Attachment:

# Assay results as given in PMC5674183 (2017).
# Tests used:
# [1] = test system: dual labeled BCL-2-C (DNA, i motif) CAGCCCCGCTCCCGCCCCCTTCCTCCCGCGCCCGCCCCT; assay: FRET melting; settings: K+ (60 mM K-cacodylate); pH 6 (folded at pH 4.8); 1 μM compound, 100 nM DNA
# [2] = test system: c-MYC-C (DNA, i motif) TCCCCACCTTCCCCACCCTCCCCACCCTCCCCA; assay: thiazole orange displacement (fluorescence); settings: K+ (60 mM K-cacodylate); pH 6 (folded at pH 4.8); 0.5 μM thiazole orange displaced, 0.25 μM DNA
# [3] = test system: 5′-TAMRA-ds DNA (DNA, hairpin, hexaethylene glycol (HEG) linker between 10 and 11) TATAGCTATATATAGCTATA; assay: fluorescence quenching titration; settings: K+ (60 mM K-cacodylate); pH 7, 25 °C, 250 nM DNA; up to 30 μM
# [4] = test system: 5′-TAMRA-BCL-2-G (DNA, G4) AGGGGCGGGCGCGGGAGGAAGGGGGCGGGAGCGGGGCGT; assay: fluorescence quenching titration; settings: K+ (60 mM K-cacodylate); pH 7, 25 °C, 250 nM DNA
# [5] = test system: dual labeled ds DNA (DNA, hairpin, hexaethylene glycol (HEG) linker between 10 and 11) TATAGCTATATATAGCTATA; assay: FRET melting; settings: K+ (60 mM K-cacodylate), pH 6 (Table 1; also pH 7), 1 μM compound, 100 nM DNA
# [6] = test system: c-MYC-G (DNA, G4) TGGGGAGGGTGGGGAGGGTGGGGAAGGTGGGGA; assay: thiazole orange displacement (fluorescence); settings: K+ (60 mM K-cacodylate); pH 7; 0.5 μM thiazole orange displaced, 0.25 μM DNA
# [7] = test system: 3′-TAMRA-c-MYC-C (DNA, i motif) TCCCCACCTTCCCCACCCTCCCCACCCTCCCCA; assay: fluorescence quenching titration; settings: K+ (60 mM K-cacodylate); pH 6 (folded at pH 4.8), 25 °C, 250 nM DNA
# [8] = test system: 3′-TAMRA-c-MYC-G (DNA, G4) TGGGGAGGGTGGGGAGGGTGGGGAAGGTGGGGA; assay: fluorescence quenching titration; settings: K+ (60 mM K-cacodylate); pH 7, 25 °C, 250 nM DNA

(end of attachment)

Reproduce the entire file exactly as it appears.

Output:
# Assay results as given in PMC5674183 (2017).
# Tests used:
# [1] = test system: dual labeled BCL-2-C (DNA, i motif) CAGCCCCGCTCCCGCCCCCTTCCTCCCGCGCCCGCCCCT; assay: FRET melting; settings: K+ (60 mM K-cacodylate); pH 6 (folded at pH 4.8); 1 μM compound, 100 nM DNA
# [2] = test system: c-MYC-C (DNA, i motif) TCCCCACCTTCCCCACCCTCCCCACCCTCCCCA; assay: thiazole orange displacement (fluorescence); settings: K+ (60 mM K-cacodylate); pH 6 (folded at pH 4.8); 0.5 μM thiazole orange displaced, 0.25 μM DNA
# [3] = test system: 5′-TAMRA-ds DNA (DNA, hairpin, hexaethylene glycol (HEG) linker between 10 and 11) TATAGCTATATATAGCTATA; assay: fluorescence quenching titration; settings: K+ (60 mM K-cacodylate); pH 7, 25 °C, 250 nM DNA; up to 30 μM
# [4] = test system: 5′-TAMRA-BCL-2-G (DNA, G4) AGGGGCGGGCGCGGGAGGAAGGGGGCGGGAGCGGGGCGT; assay: fluorescence quenching titration; settings: K+ (60 mM K-cacodylate); pH 7, 25 °C, 250 nM DNA
# [5] = test system: dual labeled ds DNA (DNA, hairpin, hexaethylene glycol (HEG) linker between 10 and 11) TATAGCTATATATAGCTATA; assay: FRET melting; settings: K+ (60 mM K-cacodylate), pH 6 (Table 1; also pH 7), 1 μM compound, 100 nM DNA
# [6] = test system: c-MYC-G (DNA, G4) TGGGGAGGGTGGGGAGGGTGGGGAAGGTGGGGA; assay: thiazole orange displacement (fluorescence); settings: K+ (60 mM K-cacodylate); pH 7; 0.5 μM thiazole orange displaced, 0.25 μM DNA
# [7] = test system: 3′-TAMRA-c-MYC-C (DNA, i motif) TCCCCACCTTCCCCACCCTCCCCACCCTCCCCA; assay: fluorescence quenching titration; settings: K+ (60 mM K-cacodylate); pH 6 (folded at pH 4.8), 25 °C, 250 nM DNA
# [8] = test system: 3′-TAMRA-c-MYC-G (DNA, G4) TGGGGAGGGTGGGGAGGGTGGGGAAGGTGGGGA; assay: fluorescence quenching titration; settings: K+ (60 mM K-cacodylate); pH 7, 25 °C, 250 nM DNA